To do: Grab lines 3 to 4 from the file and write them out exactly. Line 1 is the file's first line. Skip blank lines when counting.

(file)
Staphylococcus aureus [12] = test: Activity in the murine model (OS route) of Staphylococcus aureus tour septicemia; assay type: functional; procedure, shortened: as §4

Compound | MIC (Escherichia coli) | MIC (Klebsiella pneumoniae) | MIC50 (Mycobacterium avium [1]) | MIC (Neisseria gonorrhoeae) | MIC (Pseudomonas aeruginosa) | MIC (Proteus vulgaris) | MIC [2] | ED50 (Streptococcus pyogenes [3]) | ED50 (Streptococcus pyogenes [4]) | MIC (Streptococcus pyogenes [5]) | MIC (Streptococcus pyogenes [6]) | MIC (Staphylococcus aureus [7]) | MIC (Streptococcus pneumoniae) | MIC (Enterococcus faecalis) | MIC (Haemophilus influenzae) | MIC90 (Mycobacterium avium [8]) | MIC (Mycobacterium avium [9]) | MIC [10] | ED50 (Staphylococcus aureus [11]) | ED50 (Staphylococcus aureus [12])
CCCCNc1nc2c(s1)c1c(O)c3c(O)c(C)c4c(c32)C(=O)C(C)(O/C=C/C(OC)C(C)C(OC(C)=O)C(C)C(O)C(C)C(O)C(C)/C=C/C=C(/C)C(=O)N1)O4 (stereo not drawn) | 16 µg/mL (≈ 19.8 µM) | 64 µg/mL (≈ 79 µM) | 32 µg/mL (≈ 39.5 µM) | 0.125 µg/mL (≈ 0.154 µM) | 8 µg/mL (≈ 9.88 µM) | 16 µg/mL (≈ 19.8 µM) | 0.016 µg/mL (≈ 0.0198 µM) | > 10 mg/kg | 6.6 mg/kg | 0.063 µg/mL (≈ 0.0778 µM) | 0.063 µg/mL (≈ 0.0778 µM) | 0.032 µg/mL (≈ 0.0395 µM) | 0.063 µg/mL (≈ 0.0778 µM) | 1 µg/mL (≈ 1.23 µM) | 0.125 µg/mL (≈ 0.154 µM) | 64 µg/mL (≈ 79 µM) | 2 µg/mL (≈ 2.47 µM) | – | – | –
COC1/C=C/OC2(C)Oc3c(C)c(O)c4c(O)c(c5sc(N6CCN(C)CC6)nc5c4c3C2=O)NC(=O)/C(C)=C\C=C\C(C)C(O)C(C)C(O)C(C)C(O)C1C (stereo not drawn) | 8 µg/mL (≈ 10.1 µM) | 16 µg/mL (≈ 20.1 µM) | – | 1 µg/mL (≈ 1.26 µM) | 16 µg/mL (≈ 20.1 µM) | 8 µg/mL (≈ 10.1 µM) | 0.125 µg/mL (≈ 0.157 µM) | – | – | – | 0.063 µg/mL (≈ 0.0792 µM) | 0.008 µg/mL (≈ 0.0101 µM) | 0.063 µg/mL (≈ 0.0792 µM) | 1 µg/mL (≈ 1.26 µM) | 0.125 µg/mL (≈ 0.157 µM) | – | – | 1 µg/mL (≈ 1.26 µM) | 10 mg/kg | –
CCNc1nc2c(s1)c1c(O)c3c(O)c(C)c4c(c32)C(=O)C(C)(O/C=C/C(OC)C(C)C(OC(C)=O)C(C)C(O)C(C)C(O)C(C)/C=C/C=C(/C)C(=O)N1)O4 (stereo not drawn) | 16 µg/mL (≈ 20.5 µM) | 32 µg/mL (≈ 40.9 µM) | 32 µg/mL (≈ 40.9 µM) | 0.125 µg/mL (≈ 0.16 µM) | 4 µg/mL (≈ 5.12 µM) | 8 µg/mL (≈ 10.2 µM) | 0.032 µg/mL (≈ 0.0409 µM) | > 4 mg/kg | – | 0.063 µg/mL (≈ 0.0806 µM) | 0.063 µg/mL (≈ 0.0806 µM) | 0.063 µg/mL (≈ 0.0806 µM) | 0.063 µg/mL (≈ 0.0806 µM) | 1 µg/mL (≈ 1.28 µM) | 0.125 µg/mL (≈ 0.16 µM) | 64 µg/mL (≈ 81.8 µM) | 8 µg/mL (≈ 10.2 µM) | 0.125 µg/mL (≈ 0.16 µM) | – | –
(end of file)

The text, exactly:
CCCCNc1nc2c(s1)c1c(O)c3c(O)c(C)c4c(c32)C(=O)C(C)(O/C=C/C(OC)C(C)C(OC(C)=O)C(C)C(O)C(C)C(O)C(C)/C=C/C=C(/C)C(=O)N1)O4 (stereo not drawn) | 16 µg/mL (≈ 19.8 µM) | 64 µg/mL (≈ 79 µM) | 32 µg/mL (≈ 39.5 µM) | 0.125 µg/mL (≈ 0.154 µM) | 8 µg/mL (≈ 9.88 µM) | 16 µg/mL (≈ 19.8 µM) | 0.016 µg/mL (≈ 0.0198 µM) | > 10 mg/kg | 6.6 mg/kg | 0.063 µg/mL (≈ 0.0778 µM) | 0.063 µg/mL (≈ 0.0778 µM) | 0.032 µg/mL (≈ 0.0395 µM) | 0.063 µg/mL (≈ 0.0778 µM) | 1 µg/mL (≈ 1.23 µM) | 0.125 µg/mL (≈ 0.154 µM) | 64 µg/mL (≈ 79 µM) | 2 µg/mL (≈ 2.47 µM) | – | – | –
COC1/C=C/OC2(C)Oc3c(C)c(O)c4c(O)c(c5sc(N6CCN(C)CC6)nc5c4c3C2=O)NC(=O)/C(C)=C\C=C\C(C)C(O)C(C)C(O)C(C)C(O)C1C (stereo not drawn) | 8 µg/mL (≈ 10.1 µM) | 16 µg/mL (≈ 20.1 µM) | – | 1 µg/mL (≈ 1.26 µM) | 16 µg/mL (≈ 20.1 µM) | 8 µg/mL (≈ 10.1 µM) | 0.125 µg/mL (≈ 0.157 µM) | – | – | – | 0.063 µg/mL (≈ 0.0792 µM) | 0.008 µg/mL (≈ 0.0101 µM) | 0.063 µg/mL (≈ 0.0792 µM) | 1 µg/mL (≈ 1.26 µM) | 0.125 µg/mL (≈ 0.157 µM) | – | – | 1 µg/mL (≈ 1.26 µM) | 10 mg/kg | –